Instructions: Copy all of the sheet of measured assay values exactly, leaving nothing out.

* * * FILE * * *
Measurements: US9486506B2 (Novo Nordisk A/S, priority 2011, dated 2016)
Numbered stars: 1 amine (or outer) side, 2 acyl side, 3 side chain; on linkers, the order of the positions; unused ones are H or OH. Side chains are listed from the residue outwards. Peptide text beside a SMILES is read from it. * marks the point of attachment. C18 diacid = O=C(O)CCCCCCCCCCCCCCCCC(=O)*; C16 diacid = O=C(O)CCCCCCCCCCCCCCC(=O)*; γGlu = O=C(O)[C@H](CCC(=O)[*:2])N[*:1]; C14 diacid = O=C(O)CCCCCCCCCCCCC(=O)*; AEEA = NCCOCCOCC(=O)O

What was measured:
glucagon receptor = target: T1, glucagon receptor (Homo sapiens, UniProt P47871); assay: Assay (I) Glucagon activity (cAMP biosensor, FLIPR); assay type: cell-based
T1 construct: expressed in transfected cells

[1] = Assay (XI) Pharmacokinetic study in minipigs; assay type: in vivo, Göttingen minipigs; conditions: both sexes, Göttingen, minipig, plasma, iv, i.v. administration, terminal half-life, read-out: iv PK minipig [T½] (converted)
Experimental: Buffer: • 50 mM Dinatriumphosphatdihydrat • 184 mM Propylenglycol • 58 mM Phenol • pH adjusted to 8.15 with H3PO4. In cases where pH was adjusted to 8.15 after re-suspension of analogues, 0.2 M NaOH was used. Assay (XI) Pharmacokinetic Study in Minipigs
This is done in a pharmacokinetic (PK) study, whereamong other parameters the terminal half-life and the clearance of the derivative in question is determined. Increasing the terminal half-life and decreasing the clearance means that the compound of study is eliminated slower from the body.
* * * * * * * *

Measurements: US9486506B2 (Novo Nordisk A/S, priority 2011, dated 2016)
Numbered stars: 1 amine (or outer) side, 2 acyl side, 3 side chain; on linkers, the order of the positions; unused ones are H or OH. Side chains are listed from the residue outwards. Peptide text beside a SMILES is read from it. * marks the point of attachment. C18 diacid = O=C(O)CCCCCCCCCCCCCCCCC(=O)*; C16 diacid = O=C(O)CCCCCCCCCCCCCCC(=O)*; γGlu = O=C(O)[C@H](CCC(=O)[*:2])N[*:1]; C14 diacid = O=C(O)CCCCCCCCCCCCC(=O)*; AEEA = NCCOCCOCC(=O)O

What was measured:
glucagon receptor = target: T1, glucagon receptor (Homo sapiens, UniProt P47871); assay: Assay (I) Glucagon activity (cAMP biosensor, FLIPR); assay type: cell-based
T1 construct: expressed in transfected cells

[1] = Assay (XI) Pharmacokinetic study in minipigs; assay type: in vivo, Göttingen minipigs; conditions: both sexes, Göttingen, minipig, plasma, iv, i.v. administration, terminal half-life, read-out: iv PK minipig [T½] (converted)
Experimental: Buffer: • 50 mM Dinatriumphosphatdihydrat • 184 mM Propylenglycol • 58 mM Phenol • pH adjusted to 8.15 with H3PO4. In cases where pH was adjusted to 8.15 after re-suspension of analogues, 0.2 M NaOH was used. Assay (XI) Pharmacokinetic Study in Minipigs
This is done in a pharmacokinetic (PK) study, whereamong other parameters the terminal half-life and the clearance of the derivative in question is determined. Increasing the terminal half-life and decreasing the clearance means that the compound of study is eliminated slower from the body.